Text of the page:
Israel Moves to Cancel Mandate-Era Law Limiting Press Freedoms

23 February 2017

Israel took a step toward freedom of the press last week when the Knesset gave initial approval to cancel a 1933 ordinance requiring a government license for the publication of a newspaper.

The bill was initiated by Interior Minister Aryeh Deri in response to a High Court ruling in a case brought by the Association for Civil Rights in Israel, an NIF grantee, together with the I’lam Media Center.

“We at ACRI. . . have taken one more step in ensuring freedom of expression for all,” said Sharon Abraham-Weiss, executive director of ACRI.

The anti-democratic ordinance allowed the Interior Minister to restrict Freedom of the Press. In the past decade the ministry prevented the publication of at least 62 newspapers under the law, Haaretz reported.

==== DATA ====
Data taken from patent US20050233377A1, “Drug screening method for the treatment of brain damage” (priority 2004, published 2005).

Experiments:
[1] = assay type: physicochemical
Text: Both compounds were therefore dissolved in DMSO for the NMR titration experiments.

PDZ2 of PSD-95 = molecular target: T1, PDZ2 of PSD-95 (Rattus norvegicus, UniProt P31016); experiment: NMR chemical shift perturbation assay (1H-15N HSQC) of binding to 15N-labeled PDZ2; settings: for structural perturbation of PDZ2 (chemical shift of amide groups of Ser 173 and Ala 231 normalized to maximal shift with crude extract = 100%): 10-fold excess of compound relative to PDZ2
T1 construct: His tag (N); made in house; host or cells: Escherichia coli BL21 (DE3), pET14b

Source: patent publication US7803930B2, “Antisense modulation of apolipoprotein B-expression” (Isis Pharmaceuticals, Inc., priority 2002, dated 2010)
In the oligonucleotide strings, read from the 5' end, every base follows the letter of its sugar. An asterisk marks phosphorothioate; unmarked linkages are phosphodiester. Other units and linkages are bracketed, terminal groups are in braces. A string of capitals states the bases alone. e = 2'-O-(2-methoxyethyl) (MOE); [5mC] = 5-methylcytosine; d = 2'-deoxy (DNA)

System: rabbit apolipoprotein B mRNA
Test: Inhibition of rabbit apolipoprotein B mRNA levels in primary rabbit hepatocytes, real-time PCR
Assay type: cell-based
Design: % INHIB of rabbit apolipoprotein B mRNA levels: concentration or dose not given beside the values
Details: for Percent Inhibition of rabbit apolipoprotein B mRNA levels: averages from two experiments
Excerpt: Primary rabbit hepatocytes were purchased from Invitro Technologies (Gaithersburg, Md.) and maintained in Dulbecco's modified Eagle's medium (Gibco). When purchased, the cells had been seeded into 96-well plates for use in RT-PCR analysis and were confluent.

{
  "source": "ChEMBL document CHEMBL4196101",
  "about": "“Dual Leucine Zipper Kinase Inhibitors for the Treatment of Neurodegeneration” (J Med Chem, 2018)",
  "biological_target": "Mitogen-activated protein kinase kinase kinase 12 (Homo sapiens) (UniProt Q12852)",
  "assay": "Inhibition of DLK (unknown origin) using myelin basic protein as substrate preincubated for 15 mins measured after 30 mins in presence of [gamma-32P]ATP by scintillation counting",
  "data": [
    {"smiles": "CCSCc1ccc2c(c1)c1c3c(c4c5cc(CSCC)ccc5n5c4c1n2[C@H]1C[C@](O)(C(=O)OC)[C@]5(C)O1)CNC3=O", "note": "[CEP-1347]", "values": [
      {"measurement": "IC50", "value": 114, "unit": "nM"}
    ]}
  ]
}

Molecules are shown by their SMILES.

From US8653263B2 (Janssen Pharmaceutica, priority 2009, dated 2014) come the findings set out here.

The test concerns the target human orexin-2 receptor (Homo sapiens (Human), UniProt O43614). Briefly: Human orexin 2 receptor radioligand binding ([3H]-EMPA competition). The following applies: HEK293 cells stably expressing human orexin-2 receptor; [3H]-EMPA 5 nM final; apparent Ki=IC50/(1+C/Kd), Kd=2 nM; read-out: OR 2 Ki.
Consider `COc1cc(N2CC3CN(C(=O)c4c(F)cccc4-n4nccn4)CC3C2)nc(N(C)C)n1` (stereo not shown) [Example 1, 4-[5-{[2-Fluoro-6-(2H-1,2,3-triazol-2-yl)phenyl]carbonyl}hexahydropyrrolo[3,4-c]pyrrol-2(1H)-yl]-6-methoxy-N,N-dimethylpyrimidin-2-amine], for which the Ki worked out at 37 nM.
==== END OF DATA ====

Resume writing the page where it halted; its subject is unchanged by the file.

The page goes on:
The ordinance allowed the minister to halt the publication of a newspaper if he believes it endangers the public or can provoke panic or despair. In one instance, an applicant was rejected because he had been charged with building infractions.

The Washington-based Freedom House that monitors restrictions on democracy around the world recently lowered Israel’s freedom of the press ranking from “Free” to “Partly Free” largely due to military censorship, gag orders and travel restrictions on journalists.

In democratic countries around the world, the State does not have the authority to interfere in the media, restrict it or close a newspaper.

ACRI had initiated the case on the ordinance first in 1996, filing several petitions to the Supreme Court since then, including the latest in 2014 with the I’lam Media Center, an organization founded by Arab Palestinians in Israel.

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